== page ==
The Impact of Long Amortization Schedules of Long-Term Debt at Private Clubs
Ideally, a Private Club finances its Long-Term Financial Plan through a combination of Initiation Fees; Capital/Debt Assessments; Operating Surpluses and the judicious use of Long-Term Debt.
We always recommend that Clubs fund long term plans and not just a project or two. When your Club is simultaneously investing in preservation of assets and modernization and reinvention spending called for in strategic and/or facility master plans it may be necessary to include debt as a source of capital to fund the entire long term capital plan. The term of any loan can have a critical impact on the Club and needs to be carefully considered.
Most Private Clubs undertake major upgrades to its facilities every 10-years or so. Because of this reality, Clubs should look at loan terms of not more than 10-years. While using amortization periods of longer than 10-years are tempting because it reduces the required annual payment, interest costs over the life of the loan increase and future capital spending and borrowing capabilities are hampered. The most successful Clubs using debt extinguish it within ten years (5-7 years is best), before the next wave of modernization and reinvention spending begins.
To give an example, a Private Club with $8,000,000 in Operating Revenues seeks to borrow $4,000,000 as part of a Long-Term Financial Plan that includes major upgrades to the club’s dining facilities, wellness complex and aquatics center. This Club finances their on-going capital expenditures of $700,000-$800,000 per year from their capital fund through a combination of Initiation Fees and an on-going capital assessment. The Club plans to re-pay the long-term debt through revenues from their capital fund over and above on-going capital expenditures plus a mortgage assessment that will end once the debt is paid off.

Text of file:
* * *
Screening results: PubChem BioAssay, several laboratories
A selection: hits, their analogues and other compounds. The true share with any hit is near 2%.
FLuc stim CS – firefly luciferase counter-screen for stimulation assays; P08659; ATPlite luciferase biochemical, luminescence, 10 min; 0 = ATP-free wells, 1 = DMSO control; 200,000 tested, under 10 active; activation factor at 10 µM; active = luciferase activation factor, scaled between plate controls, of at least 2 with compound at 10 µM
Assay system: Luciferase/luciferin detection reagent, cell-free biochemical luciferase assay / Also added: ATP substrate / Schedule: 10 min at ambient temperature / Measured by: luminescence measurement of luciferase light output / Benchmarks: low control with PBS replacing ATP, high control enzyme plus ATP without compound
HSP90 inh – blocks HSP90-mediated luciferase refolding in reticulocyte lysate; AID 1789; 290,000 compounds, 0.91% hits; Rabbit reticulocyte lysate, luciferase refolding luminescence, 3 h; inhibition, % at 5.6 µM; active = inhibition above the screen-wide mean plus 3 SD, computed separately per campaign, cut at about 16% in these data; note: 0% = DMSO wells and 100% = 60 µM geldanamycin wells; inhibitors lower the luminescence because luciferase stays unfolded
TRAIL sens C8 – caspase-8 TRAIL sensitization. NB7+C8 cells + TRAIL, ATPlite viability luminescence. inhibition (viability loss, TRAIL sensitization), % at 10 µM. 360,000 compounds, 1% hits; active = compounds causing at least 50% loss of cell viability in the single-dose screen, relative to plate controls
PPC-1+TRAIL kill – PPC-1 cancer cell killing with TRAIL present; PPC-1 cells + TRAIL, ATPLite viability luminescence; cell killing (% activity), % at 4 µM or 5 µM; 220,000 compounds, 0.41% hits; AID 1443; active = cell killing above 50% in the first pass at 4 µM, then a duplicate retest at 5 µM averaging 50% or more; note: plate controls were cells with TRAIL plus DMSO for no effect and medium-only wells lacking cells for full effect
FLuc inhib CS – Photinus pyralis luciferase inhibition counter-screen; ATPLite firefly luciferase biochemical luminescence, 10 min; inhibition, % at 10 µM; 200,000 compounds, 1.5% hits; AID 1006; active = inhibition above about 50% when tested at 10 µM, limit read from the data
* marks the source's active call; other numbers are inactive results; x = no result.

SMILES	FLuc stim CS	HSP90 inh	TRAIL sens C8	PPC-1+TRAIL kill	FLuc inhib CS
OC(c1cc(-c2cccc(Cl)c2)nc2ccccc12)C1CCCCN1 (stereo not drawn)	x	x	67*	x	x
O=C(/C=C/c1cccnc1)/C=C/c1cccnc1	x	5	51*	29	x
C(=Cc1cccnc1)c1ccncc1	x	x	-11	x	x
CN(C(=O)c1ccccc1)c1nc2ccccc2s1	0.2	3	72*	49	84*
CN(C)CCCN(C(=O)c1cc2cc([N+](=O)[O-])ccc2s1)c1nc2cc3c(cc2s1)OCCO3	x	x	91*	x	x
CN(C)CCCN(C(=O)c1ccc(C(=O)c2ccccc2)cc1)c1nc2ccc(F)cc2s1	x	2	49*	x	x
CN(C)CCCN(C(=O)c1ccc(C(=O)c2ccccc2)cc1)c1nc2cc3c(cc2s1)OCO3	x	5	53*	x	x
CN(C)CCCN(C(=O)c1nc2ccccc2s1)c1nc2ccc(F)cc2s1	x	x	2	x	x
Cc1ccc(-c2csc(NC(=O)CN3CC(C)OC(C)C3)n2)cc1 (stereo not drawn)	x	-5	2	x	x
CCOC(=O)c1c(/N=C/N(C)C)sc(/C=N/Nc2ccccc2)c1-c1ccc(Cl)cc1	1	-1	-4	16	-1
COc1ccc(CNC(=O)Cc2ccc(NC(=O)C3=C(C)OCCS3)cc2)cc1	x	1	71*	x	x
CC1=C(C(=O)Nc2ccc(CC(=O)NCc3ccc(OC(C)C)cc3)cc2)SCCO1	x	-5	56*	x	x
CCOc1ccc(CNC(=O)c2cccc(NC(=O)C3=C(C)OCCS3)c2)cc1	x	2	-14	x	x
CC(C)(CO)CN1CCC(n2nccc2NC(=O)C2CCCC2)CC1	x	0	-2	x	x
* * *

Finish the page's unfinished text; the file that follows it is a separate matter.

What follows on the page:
The bank has offered the Club a 10-year term loan at a fixed annual interest rate of 4% with the Club’s option of making mortgage-based principal and interest payments using amortization schedules of either 10-years; 15-years; 20-years; or 25-years. For amortization periods longer than 10-years, it is assumed that the Club will refinance the remaining principal, or initial balloon payment, over the extended period of 10-years at an annual interest rate of 4%. The impact of the different schedules is as follows:
While the longer period may reduce the required annual payment, it results in progressively increased borrowing costs and extends the period where the Club’s available capital is encumbered and its borrowing capacity diminished. The longer repayment period also subjects the Club to refinancing risks such as rate increases, less favorable terms or even the inability to refinance at all. As we like to say, Private Clubs have a nearly insatiable appetite for capital. Boards must anticipate the capital needs future administrations will face and do their best to limit encumbrances and position those Boards for success.
Considering obtaining debt? There are many other factors to consider. We can help assess terms and other factors and how to best utilize debt in your Long-Term Financial Plan. Click here to read our related blog on the use of debt.
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Club Board Professionals is a strategic financial consulting and training firm. The Principals, Dave Duval and Joe Abely, assist clubs achieve excellence in three areas: governance, financial sustainability and membership satisfaction. Contact us for a complimentary initial assessment of your club.
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